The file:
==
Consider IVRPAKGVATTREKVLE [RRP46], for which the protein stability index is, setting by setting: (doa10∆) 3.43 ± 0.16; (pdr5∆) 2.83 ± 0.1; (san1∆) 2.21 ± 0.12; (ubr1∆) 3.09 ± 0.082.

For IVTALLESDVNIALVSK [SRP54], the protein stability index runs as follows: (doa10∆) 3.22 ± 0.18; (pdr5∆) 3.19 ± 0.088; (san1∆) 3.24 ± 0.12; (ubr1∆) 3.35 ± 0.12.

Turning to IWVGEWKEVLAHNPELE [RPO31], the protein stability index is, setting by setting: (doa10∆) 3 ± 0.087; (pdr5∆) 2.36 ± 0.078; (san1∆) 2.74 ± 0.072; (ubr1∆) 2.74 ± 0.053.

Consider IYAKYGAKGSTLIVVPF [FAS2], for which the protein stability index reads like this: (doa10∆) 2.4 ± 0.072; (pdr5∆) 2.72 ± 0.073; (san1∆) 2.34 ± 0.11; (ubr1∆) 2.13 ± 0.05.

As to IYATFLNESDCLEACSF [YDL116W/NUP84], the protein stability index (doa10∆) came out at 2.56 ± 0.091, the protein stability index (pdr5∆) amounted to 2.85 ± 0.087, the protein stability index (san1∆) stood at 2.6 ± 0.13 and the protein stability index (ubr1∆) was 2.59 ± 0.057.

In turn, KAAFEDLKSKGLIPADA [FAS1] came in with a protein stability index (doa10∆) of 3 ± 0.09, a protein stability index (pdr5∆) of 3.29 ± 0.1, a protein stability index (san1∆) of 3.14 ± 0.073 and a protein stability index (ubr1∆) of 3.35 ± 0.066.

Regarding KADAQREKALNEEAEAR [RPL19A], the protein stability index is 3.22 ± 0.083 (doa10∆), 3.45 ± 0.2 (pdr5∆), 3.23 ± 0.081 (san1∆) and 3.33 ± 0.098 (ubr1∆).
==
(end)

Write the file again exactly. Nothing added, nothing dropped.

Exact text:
Consider IVRPAKGVATTREKVLE [RRP46], for which the protein stability index is, setting by setting: (doa10∆) 3.43 ± 0.16; (pdr5∆) 2.83 ± 0.1; (san1∆) 2.21 ± 0.12; (ubr1∆) 3.09 ± 0.082.

For IVTALLESDVNIALVSK [SRP54], the protein stability index runs as follows: (doa10∆) 3.22 ± 0.18; (pdr5∆) 3.19 ± 0.088; (san1∆) 3.24 ± 0.12; (ubr1∆) 3.35 ± 0.12.

Turning to IWVGEWKEVLAHNPELE [RPO31], the protein stability index is, setting by setting: (doa10∆) 3 ± 0.087; (pdr5∆) 2.36 ± 0.078; (san1∆) 2.74 ± 0.072; (ubr1∆) 2.74 ± 0.053.

Consider IYAKYGAKGSTLIVVPF [FAS2], for which the protein stability index reads like this: (doa10∆) 2.4 ± 0.072; (pdr5∆) 2.72 ± 0.073; (san1∆) 2.34 ± 0.11; (ubr1∆) 2.13 ± 0.05.

As to IYATFLNESDCLEACSF [YDL116W/NUP84], the protein stability index (doa10∆) came out at 2.56 ± 0.091, the protein stability index (pdr5∆) amounted to 2.85 ± 0.087, the protein stability index (san1∆) stood at 2.6 ± 0.13 and the protein stability index (ubr1∆) was 2.59 ± 0.057.

In turn, KAAFEDLKSKGLIPADA [FAS1] came in with a protein stability index (doa10∆) of 3 ± 0.09, a protein stability index (pdr5∆) of 3.29 ± 0.1, a protein stability index (san1∆) of 3.14 ± 0.073 and a protein stability index (ubr1∆) of 3.35 ± 0.066.

Regarding KADAQREKALNEEAEAR [RPL19A], the protein stability index is 3.22 ± 0.083 (doa10∆), 3.45 ± 0.2 (pdr5∆), 3.23 ± 0.081 (san1∆) and 3.33 ± 0.098 (ubr1∆).